A timedelta corresponding to a single time unit as used for time differencing when putting tendencies in diagnostics.

Type: timedelta
name

A label to be used for this object, for example as would be used for Y in the name “X_tendency_from_Y”.

Type: string
__call__(state, timestep)[source]

Retrieves any diagnostics and returns a new state corresponding to the next timestep.

Parameters: state (dict) – The current model state. timestep (timedelta) – The amount of time to step forward. diagnostics (dict) – Diagnostics from the timestep of the input state. new_state (dict) – The model state at the next timestep.
__init__(*args, **kwargs)[source]

Initialize the TendencyStepper.

Parameters: *args (TendencyComponent or ImplicitTendencyComponent) – Objects to call for tendencies when doing time stepping. tendencies_in_diagnostics (bool, optional) – A boolean indicating whether this object will put tendencies of quantities in its diagnostic output. Default is False. If set to True, you probably want to give a name also. name (str) – A label to be used for this object, for example as would be used for Y in the name “X_tendency_from_Y”. By default the class name is used.
__repr__()[source]

Return repr(self).

__str__()[source]

Return str(self).

array_call(state, timestep)[source]

Gets diagnostics from the current model state and steps the state forward in time according to the timestep.

Parameters: state (dict) – A numpy array state dictionary. Instead of data arrays, should include numpy arrays that satisfy the input_properties of this object. timestep (timedelta) – The amount of time to step forward. diagnostics (dict) – Diagnostics from the timestep of the input state, as numpy arrays. new_state (dict) – A dictionary whose keys are strings indicating state quantities and values are the value of those quantities at the timestep after input state, as numpy arrays.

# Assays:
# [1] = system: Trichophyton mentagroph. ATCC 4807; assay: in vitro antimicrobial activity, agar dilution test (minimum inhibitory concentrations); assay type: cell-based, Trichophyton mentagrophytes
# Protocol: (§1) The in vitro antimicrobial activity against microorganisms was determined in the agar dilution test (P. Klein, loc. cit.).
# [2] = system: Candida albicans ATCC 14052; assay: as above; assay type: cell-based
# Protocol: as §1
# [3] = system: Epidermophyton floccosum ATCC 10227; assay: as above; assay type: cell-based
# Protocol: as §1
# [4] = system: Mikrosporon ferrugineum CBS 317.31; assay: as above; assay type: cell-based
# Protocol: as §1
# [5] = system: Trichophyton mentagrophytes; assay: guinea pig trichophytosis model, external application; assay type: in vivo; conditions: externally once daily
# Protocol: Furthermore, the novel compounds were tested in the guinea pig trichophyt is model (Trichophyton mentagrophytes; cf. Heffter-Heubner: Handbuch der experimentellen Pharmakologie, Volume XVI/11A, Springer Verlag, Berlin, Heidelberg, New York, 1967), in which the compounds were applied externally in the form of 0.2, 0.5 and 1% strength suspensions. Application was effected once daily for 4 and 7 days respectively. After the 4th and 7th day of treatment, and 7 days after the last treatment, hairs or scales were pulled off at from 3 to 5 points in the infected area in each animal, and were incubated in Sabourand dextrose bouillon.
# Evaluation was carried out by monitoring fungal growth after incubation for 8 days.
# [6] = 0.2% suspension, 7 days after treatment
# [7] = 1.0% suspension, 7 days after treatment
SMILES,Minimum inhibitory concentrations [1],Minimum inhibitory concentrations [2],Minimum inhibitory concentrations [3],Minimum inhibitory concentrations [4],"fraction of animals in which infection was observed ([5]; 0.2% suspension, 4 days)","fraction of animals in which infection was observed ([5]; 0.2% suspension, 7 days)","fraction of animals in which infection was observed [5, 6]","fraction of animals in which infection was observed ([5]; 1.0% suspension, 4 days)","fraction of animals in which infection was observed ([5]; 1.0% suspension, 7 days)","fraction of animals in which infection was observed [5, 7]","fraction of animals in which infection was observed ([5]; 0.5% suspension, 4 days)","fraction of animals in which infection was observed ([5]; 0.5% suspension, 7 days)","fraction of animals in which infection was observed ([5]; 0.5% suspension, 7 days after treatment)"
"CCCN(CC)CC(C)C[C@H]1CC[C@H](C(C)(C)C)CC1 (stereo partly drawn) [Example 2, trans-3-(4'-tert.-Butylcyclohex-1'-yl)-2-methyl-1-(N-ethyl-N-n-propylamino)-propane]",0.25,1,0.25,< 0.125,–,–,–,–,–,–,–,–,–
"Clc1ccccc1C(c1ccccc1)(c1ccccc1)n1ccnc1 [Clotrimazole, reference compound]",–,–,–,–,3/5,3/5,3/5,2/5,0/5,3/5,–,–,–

class sympl.AdamsBashforth(*args, **kwargs)[source]

A TendencyStepper using the Adams-Bashforth scheme.

__init__(*args, **kwargs)[source]

Initialize an Adams-Bashforth time stepper.

Parameters: *args (TendencyComponent or ImplicitTendencyComponent) – Objects to call for tendencies when doing time stepping. order (int, optional) – The order of accuracy to use. Must be between 1 and 4. 1 is the same as the Euler method. Default is 3.
class sympl.Leapfrog(*args, **kwargs)[source]

A TendencyStepper using the Leapfrog scheme.

This scheme calculates the values at time $t_{n+1}$ using the derivatives at $t_{n}$ and values at $t_{n-1}$. Following the step, an Asselin filter is applied to damp the computational mode that results from the scheme and maintain stability. The Asselin filter brings the values at $t_{n}$ (and optionally the values at $t_{n+1}$, according to Williams (2009)) closer to the mean of the values at $t_{n-1}$ and $t_{n+1}$.

__init__(*args, **kwargs)[source]

Initialize a Leapfrog time stepper.

Parameters: *args (TendencyComponent or ImplicitTendencyComponent) – Objects to call for tendencies when doing time stepping. asselin_strength (float, optional) – The filter parameter used to determine the strength of the Asselin filter. Default is 0.05. alpha (float, optional) – Constant from Williams (2009), where the midpoint is shifted by alpha*influence, and the right point is shifted by (1-alpha)*influence. If alpha is 1 then the behavior is that of the classic Robert-Asselin time filter, while if it is 0.5 the filter will conserve the three-point mean. Default is 0.5.

References

Williams, P., 2009: A Proposed Modification to the Robert-Asselin Time Filter. Mon. Wea. Rev., 137, 2538–2546, doi: 10.1175/2009MWR2724.1.